Sunday, June 21, 2009

Why Do We Rape, Kill and Sleep Around?

The "new" Newsweek is running an article on the evolutionary psychology debate that seems heavily slanted to one side. There seem to be some confusions in the article. They leave a bad impression of its objectivity.

Why Do We Rape, Kill and Sleep Around?
Over the years these arguments have attracted legions of critics who thought the science was weak and the message (what philosopher David Buller of Northern Illinois University called "a get-out-of-jail-free card" for heinous behavior) pernicious. But the reaction to the rape book was of a whole different order. Biologist Joan Roughgarden of Stanford University called it "the latest 'evolution made me do it' excuse for criminal behavior from evolutionary psychologists." Feminists, sex-crime prosecutors and social scientists denounced it at rallies, on television and in the press.

Such commentary is entirely political and nonscientific. It hardly merits a moment's response. Of course heinous behavior is not justified even by facts that are beyond dispute. The fact that humans have hands and arms that can wield weapons, or can even kill with bare hands, does not excuse murder. Likewise, behavioral traits that can be explained by evolution do not excuse rape and killing. (As for "sleeping around", that is in a different moral category entirely, if in any moral category at all.) Nothing more needs to be said about this kind of inanity that the article offers up.

So on to more substantive issues.

Scientific objectivity tends to be the victim of its own special kind of rape when "philosophers" enter the scene. Too bad "philosophers" don't stick to their own business and limit the damage to their own ranks. Philosophers (and their even more badly behaved kin, the "theologians") have certainly left enough carnage in other scientific topics, such as embryonic stem cells.

But read the article yourself, and then consider its shortcomings.

Exactly how was it decided that "evolutionary psychology" and "mental modules" are coextensive hypotheses? It seems to me that EP could easily be valid without the stronger hypothesis of modules. Who is it that's insisting the two ideas are inseparable?

Same question regarding "universal human nature". EP can easily explain traits that have context-dependent behavioral expression. Likewise, why does "universal human nature" have to be taken to rule out context-dependency of behavior?

Clearly, brain organization is very complex. From a programming perspective, it would be expected to involve a lot of conditional logic. Evolution nevertheless produced the organization the brain has now. Why would that be limited to only the most simplistic forms of organization - straight-line coding that has no alternative paths and data dependencies?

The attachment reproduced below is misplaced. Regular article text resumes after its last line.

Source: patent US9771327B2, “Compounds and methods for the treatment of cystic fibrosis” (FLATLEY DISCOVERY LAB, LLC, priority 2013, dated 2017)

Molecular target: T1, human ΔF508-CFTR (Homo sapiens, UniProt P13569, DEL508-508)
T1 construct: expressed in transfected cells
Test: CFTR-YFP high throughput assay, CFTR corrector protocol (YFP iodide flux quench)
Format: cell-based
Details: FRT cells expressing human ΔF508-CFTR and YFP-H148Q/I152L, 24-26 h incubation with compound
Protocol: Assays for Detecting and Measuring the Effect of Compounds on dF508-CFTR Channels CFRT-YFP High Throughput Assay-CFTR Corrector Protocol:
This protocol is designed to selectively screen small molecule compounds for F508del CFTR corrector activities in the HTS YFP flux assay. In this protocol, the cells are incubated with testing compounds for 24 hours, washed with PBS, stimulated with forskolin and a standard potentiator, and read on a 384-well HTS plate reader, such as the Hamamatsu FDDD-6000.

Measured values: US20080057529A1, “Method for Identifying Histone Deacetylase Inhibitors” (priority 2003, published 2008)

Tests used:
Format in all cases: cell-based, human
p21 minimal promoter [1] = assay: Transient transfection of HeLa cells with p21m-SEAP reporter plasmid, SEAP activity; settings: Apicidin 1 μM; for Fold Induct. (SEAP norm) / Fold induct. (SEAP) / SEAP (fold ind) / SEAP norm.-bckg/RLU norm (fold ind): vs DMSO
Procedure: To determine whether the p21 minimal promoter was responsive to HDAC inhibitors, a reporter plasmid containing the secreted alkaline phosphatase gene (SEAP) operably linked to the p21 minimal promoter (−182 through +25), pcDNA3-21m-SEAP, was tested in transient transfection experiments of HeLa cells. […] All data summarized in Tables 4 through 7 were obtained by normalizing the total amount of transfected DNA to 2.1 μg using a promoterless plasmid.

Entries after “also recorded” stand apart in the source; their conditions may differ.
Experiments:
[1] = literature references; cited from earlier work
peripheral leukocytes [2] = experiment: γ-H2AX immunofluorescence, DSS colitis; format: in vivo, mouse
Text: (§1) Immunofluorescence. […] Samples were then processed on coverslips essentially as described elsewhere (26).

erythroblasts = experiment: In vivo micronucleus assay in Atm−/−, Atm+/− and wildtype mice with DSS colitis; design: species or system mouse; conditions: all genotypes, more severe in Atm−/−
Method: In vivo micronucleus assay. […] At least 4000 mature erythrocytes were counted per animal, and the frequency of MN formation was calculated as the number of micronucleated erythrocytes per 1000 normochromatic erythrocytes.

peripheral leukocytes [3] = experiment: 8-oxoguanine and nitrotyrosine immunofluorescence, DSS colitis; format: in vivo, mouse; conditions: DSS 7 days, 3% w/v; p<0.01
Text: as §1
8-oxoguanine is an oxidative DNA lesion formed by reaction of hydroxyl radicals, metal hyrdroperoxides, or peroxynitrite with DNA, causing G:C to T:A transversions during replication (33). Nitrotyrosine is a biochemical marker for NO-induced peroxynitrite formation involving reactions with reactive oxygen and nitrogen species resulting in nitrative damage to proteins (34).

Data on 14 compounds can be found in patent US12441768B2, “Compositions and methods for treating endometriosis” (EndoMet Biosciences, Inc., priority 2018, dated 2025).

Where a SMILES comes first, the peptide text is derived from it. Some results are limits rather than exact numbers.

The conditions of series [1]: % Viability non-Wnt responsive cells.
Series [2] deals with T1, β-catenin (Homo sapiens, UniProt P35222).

How hard is it to imagine that certain traits evolved in older stages of the human brain (or pre-human brain, for that matter), but that these traits have been partly been modified in later stages, with override switches when appropriate?

A nebulous "flexibility" is itself a debatable hypothesis, and it smells of the vacuousness that EP is accused of. It needs its own scientific evidence before being accepted. New social and physical conditions (for example, very high population densities, unlike any that humans have experienced over multiple generations) may require further evolutionary reprogramming when the supposed flexibility can't handle the changes.

Are straw man arguments being proposed to make EP look bad, or do most EP proponents really believe hypotheses that are obviously stronger than necessary?

Although the article makes valid points, it seem rather slanted to use these points as arguments against EP. The article has lots of spin and preoccupation with political agendas, not so much scientific objectivity.

Update (7/29/09) - For the record, I got into an extended discussion on that Newsweek article with Massimo Pigliucci (who was quoted in the article) on Facebook. It can be found here - dated June 21, 2009.


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Blogger Suzanne said...

Unfortunately, this is all too common when mainstream magazines attempt to dabble in science writing.

I don't know if that really is the best they can do, if they think their target audience is not intelligent enough to understand a bit more complexity that might make the article less misleading, or if they just don't care as long as they can push their agenda. I have a feeling all three come into play, but if I had to pick one, I fear their agenda would trump all.

This is a serious problem, because there is a desperate need to get - and keep - science in front of the general public. The ignorance of science in the average American today is appalling.

Not only that, there is a growing animosity toward science and "intellectuals" in general. Ignorance seems to be becoming more and more blissful.

Personally, I find this far more terrifying than al-Qaeda any day.

6/22/2009 05:01:00 PM  

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